I think we are familiar with the HUGE institutions that have selected Epic. The most famous of these is the Kaiser implementation of Epic which started at $1.2 Billion and was projected to cost $4 Billion. Yes, that is Billion with a capital B for an EHR implementation. I haven’t done any in depth research on the average cost of an Epic installation, but I can’t remember seeing one lower than a few hundred million at the least.

As I consider these numbers, the following question keeps nagging at me: What’s the ROI for an Epic installation?

Don’t get me wrong. I already know about the many EMR benefits. Although, billions or even hundreds of millions of dollars is a lot of money to make up.

The problem is that covering the EMR space as long as I have, I have yet to see someone do a ROI analysis of an Epic installation. If there’s one out there that I don’t know about, I’d love to take a look. Maybe Epic has some, but it’s part of their tightly controlled process for selling their EHR. Although, if the ROI was so good, it makes you wonder why they wouldn’t want that information in the public domain.

A part of me wonders if hospital CIO’s really care about the ROI of an Epic EHR install. Epic seems to be similar to what enterprises use to say about IBM: “Nobody ever gets fired for buying IBM.” Do many hospital CIOs see it as “Nobody ever gets fired that buys Epic”?

About the author

John Lynn

John Lynn

John Lynn is the Founder of the HealthcareScene.com, a network of leading Healthcare IT resources. The flagship blog, Healthcare IT Today, contains over 13,000 articles with over half of the articles written by John. These EMR and Healthcare IT related articles have been viewed over 20 million times.

John manages Healthcare IT Central, the leading career Health IT job board. He also organizes the first of its kind conference and community focused on healthcare marketing, Healthcare and IT Marketing Conference, and a healthcare IT conference, EXPO.health, focused on practical healthcare IT innovation. John is an advisor to multiple healthcare IT companies. John is highly involved in social media, and in addition to his blogs can be found on Twitter: @techguy.


  • 1. Small hospitals for any EHR do not seem to do a BCase or ROI at all so would not know.
    2. If they did they would see it was negative as so many of the “Big” names are over priced with business boom distorted by incentives

  • John,

    I’ve been wondering when someone would reuse the famous IBM quote in regards to EPIC. That does seem to be the feeling out there. Yet there is an irony; no one I’ve read of or talked to actually likes EPIC. Though there seems to be a myriad of reasons behind that. Some relate to attitudes they experience from the firm, though some are related to the traditional problem of a botched in some way implementation.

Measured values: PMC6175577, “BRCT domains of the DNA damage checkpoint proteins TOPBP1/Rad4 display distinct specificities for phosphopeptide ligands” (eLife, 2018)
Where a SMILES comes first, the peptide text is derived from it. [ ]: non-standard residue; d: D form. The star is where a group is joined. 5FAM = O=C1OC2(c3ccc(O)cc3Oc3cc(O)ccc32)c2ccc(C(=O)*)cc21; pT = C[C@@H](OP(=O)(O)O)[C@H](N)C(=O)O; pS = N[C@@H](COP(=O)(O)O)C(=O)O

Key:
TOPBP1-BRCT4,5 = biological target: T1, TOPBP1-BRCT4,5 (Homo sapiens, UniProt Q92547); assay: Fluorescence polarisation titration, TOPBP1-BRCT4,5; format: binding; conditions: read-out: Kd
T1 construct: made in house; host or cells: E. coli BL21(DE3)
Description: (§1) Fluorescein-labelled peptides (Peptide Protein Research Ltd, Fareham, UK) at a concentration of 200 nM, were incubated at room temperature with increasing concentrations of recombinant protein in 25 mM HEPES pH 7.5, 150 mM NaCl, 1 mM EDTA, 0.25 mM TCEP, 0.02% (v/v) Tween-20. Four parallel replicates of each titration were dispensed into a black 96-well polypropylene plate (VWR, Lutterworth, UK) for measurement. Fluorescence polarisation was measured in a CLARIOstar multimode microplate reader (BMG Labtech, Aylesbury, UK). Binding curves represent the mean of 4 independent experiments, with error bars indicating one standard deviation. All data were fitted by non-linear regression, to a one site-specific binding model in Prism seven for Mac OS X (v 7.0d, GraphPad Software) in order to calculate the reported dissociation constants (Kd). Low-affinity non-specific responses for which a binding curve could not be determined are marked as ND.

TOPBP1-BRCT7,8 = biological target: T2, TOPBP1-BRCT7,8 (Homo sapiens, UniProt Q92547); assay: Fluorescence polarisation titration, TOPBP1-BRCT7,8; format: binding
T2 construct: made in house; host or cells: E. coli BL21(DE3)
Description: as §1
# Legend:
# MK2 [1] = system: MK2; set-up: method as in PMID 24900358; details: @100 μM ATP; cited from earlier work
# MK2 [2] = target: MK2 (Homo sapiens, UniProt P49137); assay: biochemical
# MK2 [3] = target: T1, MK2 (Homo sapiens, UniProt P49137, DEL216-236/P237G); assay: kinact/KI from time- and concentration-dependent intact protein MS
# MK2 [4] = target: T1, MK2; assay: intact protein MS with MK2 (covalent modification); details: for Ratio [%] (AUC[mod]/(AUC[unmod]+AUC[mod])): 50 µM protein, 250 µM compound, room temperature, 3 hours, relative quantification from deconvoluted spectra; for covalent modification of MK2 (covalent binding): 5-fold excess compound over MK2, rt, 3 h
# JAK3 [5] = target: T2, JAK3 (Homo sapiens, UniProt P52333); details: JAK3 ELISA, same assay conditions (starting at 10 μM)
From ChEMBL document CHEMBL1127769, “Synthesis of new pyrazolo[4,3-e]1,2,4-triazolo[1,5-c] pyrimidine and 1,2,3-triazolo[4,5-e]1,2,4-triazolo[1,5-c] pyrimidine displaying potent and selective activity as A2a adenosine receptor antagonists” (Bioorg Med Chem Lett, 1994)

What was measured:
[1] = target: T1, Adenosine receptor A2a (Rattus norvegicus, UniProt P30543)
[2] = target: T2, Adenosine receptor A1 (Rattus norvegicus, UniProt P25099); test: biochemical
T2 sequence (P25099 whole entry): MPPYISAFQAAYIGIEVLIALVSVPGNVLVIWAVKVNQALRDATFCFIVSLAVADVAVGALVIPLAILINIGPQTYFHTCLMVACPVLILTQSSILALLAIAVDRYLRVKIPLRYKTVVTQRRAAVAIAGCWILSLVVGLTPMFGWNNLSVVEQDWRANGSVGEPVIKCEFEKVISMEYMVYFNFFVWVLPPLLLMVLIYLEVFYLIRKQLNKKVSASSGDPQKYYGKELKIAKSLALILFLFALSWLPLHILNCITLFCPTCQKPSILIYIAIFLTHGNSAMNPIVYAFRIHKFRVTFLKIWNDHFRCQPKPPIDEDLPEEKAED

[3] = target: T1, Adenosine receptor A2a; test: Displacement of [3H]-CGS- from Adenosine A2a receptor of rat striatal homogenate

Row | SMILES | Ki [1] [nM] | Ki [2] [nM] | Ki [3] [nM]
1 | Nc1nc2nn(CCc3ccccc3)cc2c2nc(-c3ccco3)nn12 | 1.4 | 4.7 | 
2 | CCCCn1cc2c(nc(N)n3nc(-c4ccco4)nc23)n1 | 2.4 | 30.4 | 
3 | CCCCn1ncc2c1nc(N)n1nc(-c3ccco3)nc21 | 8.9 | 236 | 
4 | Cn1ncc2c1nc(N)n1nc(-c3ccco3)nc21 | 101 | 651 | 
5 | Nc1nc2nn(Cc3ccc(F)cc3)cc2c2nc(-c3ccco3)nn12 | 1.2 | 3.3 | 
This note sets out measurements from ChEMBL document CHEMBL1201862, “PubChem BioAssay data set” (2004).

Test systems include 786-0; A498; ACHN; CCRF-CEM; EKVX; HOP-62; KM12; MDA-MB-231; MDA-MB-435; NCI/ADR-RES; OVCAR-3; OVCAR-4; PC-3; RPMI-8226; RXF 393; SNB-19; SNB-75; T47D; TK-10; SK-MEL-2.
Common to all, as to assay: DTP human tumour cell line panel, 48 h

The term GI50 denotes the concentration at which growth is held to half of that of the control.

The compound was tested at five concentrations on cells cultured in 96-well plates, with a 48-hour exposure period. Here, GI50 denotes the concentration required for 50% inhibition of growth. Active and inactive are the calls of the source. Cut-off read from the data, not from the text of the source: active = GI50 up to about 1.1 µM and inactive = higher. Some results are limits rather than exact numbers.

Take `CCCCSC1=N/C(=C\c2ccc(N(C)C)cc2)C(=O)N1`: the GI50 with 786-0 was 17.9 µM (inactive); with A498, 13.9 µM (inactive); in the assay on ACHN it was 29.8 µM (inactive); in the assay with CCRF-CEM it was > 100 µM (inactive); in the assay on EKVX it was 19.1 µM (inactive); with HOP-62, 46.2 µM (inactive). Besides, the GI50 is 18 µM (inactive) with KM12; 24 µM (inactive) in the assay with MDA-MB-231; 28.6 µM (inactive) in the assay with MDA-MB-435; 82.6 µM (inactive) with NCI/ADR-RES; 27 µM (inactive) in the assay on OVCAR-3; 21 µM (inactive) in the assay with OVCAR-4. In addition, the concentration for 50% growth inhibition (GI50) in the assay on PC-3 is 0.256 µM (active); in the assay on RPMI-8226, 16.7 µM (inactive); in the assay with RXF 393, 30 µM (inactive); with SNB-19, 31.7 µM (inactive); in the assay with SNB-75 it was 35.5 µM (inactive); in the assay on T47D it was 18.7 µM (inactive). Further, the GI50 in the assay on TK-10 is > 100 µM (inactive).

I had a conversation today with a doctor I know fairly well; her practice is attached to a big, famous hospital that started going to EPIC several years ago, and rolled out EPIC Ambulatory about 2 years ago (though oddly I never saw it in use until today even though I was there several months ago). I asked her what she thought of it; ‘I hate it’. I pushed a bit with specific questions and got this; 1. When entering information for a patient during an exam, you are constantly having to switch pages / screens. Nothing was done to match it to the actual workflow. 2. Training was inadequate. 3. It is easy to ePrescribe meds at a pharmacy that does not have the medication in stock or is even able to get it. 4. When you do have to print prescriptions, lots and lots of paper (special RX paper) is wasted.

    None of this is really specific to EPIC; to me it is an issue with the implementation, which BTW, the hospital is extremely proud of, so much so that it has numerous web pages on it.

    Even more disturbing; on the way out the door with the patient, we inquired about a patient portal. We were given the ‘paperwork’ to connect, but we were told it didn’t do very much and ONLY 4 OTHER PATIENTS had asked about it in 2 years. I’ve no clue who to blame here; perhaps EPIC for not putting enough into the portal (but probably meeting MU requirements), the hospital / group for not pushing it, etc.

    This practice has very good doctors, but like most they are extremely busy, and among other issues, only get back to patients on test results if they are ‘bad’. Hmm – the portal could really help them here!

    BTW, one suspects that the ROI on this implementation is not all that great!

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